Middle East & North Africa

218 Items

The 1st Battalion of the world-famous Foreign Legion arrived in Paris on July 12, 1939.

AP Photo

Journal Article - Quarterly Journal: International Security

Leaning on Legionnaires: Why Modern States Recruit Foreign Soldiers

    Author:
  • Elizabeth M.F. Grasmeder
| Summer 2021

Modern states recurrently buttress their militaries with legionnaires—soldiers who are neither citizens nor subjects of the governments for which they fight. Legionnaire recruitment is a function of political constraints on a government's ability to enlist citizens and its perceptions of external territorial threats.

French soldiers paddling from house to house in an inundated western front village searching for food in France on June 7, 1940. The French voluntarily flooded the village in an attempt to hold up the blitzkrieging German army.

AP Photo

Journal Article - Quarterly Journal: International Security

Water and Warfare: The Evolution and Operation of the Water Taboo

    Author:
  • Charlotte Grech-Madin
| Spring 2021

Since the end of World War II, nation-states in international conflict have made concerted efforts to restrain the weaponization of water. Distinct from realist and rationalist explanations, the historical record reveals the rise of an international normative inhibition—a “water taboo”—on using water as a weapon.

Israeli Prime Minister Benjamin Netanyahu gestures while addressing a joint meeting of Congress on Capitol Hill in Washington, Tuesday, May 24, 2011. Vice President Joe Biden, left, and House Speaker John Boehner of Ohio, right, listen.

AP Photo/Susan Walsh

Journal Article - Quarterly Journal: International Security

To Disclose or Deceive? Sharing Secret Information between Aligned States

| Winter 2020/21

When aligned states consider disclosing secret information about military plans to use force, the state initiating these plans may choose among four information-sharing strategies: collusion, compartmentalization, concealment, and lying. Three main considerations shape its decision: potential costs of deception, the partner’s intentions, and the partner’s capabilities.

President-elect Joe Biden and his climate envoy, John Kerry, at The Queen theater.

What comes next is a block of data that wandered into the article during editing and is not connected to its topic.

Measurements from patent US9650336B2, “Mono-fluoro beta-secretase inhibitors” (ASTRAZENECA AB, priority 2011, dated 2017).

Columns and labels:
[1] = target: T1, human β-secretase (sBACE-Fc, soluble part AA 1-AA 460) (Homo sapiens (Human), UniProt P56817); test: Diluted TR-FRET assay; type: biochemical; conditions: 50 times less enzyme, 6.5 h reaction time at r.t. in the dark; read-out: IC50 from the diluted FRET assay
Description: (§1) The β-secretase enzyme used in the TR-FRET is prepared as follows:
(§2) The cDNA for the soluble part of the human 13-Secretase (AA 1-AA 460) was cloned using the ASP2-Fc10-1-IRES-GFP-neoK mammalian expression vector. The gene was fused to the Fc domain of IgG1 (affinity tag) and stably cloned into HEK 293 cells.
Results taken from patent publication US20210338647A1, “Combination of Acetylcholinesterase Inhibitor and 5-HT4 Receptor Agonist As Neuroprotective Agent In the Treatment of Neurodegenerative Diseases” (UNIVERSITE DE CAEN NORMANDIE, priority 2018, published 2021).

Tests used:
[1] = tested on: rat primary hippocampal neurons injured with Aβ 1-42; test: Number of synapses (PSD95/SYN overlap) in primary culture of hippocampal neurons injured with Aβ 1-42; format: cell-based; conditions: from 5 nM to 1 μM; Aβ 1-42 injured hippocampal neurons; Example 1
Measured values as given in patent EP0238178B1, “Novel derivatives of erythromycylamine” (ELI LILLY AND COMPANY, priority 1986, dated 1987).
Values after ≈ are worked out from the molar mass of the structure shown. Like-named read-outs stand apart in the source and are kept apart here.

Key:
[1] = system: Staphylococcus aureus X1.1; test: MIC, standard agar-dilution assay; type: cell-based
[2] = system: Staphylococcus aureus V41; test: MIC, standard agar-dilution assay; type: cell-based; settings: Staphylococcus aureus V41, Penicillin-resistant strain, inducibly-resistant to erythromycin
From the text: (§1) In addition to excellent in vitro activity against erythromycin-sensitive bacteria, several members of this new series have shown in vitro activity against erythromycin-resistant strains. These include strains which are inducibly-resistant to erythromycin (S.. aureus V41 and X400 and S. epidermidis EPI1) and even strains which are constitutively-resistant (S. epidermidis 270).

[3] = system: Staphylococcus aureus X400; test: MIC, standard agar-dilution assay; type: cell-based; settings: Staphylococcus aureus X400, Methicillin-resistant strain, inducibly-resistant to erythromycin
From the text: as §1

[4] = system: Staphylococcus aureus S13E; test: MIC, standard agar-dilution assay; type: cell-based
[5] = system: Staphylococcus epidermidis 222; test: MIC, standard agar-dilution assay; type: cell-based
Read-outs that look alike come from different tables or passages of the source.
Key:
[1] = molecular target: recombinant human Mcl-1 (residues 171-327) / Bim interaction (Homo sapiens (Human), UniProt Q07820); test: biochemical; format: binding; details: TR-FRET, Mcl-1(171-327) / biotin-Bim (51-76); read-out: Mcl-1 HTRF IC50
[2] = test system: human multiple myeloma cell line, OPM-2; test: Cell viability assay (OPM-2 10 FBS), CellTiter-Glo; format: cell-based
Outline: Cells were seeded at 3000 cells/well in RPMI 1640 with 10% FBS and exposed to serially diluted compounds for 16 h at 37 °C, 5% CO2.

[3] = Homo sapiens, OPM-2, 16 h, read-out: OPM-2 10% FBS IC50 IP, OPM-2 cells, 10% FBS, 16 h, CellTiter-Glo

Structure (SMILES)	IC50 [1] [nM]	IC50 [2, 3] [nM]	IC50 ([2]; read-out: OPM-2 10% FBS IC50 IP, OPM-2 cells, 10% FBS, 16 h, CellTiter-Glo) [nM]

Carolyn Kaster/AP

Analysis & Opinions - Bloomberg Opinion

What Does Success Look Like for a Climate Czar?

| Dec. 02, 2020

President-elect Joe Biden’s decision to create a new cabinet-level position for climate-related issues — and to choose so prominent a figure as former Secretary of State John Kerry to fill it — demonstrates Biden’s sincerity over putting climate at the very center of U.S. foreign policy. It is easy to understate the importance of this appointment, given the flurry of czars created by most new administrations.

US President Elect Joe Biden and the European Council

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Analysis & Opinions - The Wall Street Journal

Here’s Where Biden Will Face Early Foreign-Policy Decisions

| Nov. 30, 2020

When it comes to president-elect Joe Biden’s foreign policy in Asia, Europe and Latin America, he is likely to focus on issues like transatlantic cooperation, U.S.-China relations and immigration. Ambassador Nicholas Burns and WSJ journalists examine the impact a Biden administration could have on U.S. allies around the world. 

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Magazine Article - Economist

Digital Dominance: A new global ranking of cyber-power throws up some surprises

China has the world’s largest army. Russia wields the most tanks. America owns the fanciest satellites. But who has the most cyber-power? A new National Cyber Power Index by the Belfer Centre at Harvard University ranks 30 countries on their level of ambition and capability. Offensive cyber-power—the ability to do harm in or through computer networks—is one measure. But so too are the strength of a country’s defences, the sophistication of its cyber-security industry and its ability to spread and counter propaganda.

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Analysis & Opinions - Bloomberg Opinion

After Oil: Throwing Money at Green Energy Isn’t Enough

| Sep. 17, 2020

The geopolitical and geo-economic forces wrought by the coronavirus pandemic, as examined previously in this series, are likely to slow the transition to a more sustainable global energy mix. Fortunately, the pandemic has also resulted in governments gaining vastly greater influence over whether this shift stalls or accelerates.